- The defendant had reason to believe they were in danger of bodily harm or another person was in danger
- According to the defendant, he or she thought they needed to use force to defend themselves against the potential threat
- There was no use of unnecessary force by the defendant in defending themselves
The Defendant Lacked Willfulness
Under PEN 273.5, a person is found guilty of this offense if they willfully inflict injuries to their intimate partner. This means an injury may occur while people are arguing and out of an accident. If this is the case, it is not sufficient to convict the defendant.
Under this situation, it is possible to get the case dismissed or dropped to a lesser charge like domestic battery PEN 243e.
Law enforcement in California takes domestic violence allegations very seriously. Because of this, often, people are falsely accused, resulting in wrongful arrests and prosecutions. One partner can initiate the accusations due to jealousy, anger, or a need for revenge. With an experienced criminal defense lawyer, one is able to fight these allegations through:
- Subpoenaing the text messages, emails and social media accounts of the alleged victim
- Interviewing with the alleged victim, their friends and family, colleagues and social media friends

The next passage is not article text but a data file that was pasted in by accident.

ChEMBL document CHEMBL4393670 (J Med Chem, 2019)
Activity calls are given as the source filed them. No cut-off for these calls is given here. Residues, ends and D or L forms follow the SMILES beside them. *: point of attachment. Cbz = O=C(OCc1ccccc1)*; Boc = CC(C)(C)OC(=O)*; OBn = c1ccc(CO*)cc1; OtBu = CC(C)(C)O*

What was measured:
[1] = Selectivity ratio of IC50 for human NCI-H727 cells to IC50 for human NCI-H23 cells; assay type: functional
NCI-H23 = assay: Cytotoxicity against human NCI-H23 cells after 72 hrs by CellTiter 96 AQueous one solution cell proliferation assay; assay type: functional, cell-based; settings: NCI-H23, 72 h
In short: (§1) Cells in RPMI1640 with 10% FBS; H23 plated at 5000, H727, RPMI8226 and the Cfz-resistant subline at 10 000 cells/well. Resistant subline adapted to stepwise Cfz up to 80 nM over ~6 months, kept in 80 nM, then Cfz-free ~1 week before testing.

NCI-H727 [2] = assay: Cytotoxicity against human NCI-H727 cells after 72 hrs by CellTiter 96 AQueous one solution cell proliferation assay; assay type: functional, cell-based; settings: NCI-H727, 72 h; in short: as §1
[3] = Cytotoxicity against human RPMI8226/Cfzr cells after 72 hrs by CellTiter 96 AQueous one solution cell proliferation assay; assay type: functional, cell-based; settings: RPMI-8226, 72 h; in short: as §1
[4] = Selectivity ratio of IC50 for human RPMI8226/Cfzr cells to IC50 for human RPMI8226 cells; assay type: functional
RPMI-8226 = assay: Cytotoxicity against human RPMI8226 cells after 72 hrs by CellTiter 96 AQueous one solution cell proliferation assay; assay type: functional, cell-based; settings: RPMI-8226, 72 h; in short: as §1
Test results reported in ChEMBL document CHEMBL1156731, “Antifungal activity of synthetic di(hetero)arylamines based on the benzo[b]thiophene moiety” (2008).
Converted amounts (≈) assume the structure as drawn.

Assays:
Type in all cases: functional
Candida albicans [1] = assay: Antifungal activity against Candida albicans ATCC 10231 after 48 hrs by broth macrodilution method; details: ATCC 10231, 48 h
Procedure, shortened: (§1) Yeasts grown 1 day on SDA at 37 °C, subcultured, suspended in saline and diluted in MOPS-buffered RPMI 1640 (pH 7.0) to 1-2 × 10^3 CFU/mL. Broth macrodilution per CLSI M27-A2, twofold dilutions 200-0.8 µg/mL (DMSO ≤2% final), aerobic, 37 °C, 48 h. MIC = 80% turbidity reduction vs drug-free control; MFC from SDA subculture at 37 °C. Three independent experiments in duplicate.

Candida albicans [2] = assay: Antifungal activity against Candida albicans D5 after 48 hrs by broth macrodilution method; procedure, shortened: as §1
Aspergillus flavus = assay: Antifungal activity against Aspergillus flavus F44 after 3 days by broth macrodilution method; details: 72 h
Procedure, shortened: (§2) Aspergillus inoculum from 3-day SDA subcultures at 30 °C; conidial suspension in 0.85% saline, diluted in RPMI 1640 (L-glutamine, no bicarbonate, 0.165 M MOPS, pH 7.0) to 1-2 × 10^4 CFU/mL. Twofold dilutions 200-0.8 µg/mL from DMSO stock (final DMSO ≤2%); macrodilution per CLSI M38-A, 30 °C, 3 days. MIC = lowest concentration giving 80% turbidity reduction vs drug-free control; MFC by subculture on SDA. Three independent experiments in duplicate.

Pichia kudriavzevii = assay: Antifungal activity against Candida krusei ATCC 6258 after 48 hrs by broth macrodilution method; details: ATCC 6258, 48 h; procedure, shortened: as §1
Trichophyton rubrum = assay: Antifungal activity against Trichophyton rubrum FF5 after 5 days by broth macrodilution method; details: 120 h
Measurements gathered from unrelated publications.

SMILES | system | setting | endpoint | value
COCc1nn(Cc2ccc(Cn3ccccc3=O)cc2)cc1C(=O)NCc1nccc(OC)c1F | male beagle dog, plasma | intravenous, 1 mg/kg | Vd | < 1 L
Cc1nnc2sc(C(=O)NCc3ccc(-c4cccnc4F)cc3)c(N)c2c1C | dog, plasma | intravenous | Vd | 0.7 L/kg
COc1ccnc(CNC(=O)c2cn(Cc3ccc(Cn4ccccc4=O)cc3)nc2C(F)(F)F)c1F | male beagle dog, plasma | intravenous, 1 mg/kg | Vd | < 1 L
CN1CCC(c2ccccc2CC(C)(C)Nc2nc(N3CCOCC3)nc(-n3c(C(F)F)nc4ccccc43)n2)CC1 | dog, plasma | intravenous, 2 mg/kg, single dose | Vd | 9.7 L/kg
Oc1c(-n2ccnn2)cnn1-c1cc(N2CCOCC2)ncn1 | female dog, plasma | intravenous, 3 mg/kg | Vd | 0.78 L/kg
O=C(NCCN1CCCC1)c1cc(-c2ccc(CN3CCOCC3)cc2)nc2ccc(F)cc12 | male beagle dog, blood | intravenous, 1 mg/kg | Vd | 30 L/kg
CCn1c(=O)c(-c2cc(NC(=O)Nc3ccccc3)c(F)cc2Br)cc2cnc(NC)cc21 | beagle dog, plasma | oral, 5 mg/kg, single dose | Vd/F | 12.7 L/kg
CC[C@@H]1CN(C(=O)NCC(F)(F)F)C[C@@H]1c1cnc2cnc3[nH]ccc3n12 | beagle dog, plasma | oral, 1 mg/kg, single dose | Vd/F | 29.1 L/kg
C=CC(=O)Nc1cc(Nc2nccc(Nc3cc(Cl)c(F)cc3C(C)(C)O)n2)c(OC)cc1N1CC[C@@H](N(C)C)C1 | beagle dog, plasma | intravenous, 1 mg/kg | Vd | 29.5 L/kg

- Carrying a detailed background check to establish the character of the alleged victim and their witnesses
Having a criminal defense lawyer by your side is essential. One can get a favorable resolution in some cases that will not result in a trial that may be lengthy and costly. However, if the prosecutor or the alleged victim refuses to cooperate, a trial may be a better option for the defendant.
When a Victim of Domestic Violence Refuses to Cooperate
In most cases on domestic violence, the alleged victim may refuse to give a testimony of the events or decides to recant their accusations. Unfortunately, the prosecutor may still choose to continue with the case regardless. Various scenarios are often encountered during such a trial and have a different meaning for the defendant. Some of these scenarios are:
When the Victim Decides to Drop the Charges
Often during a hearing, the alleged victim may choose to drop the charges against the defendant. However, prosecutors often believe the accuser is dropping the charges because:
- They are receiving threats or coercion from the defendant
- They are under emotional manipulation from the defendant
When this is the case, the prosecutor may opt to continue with the charges against the defendant. However, with a reluctant victim, it becomes challenging to prosecute the case effectively.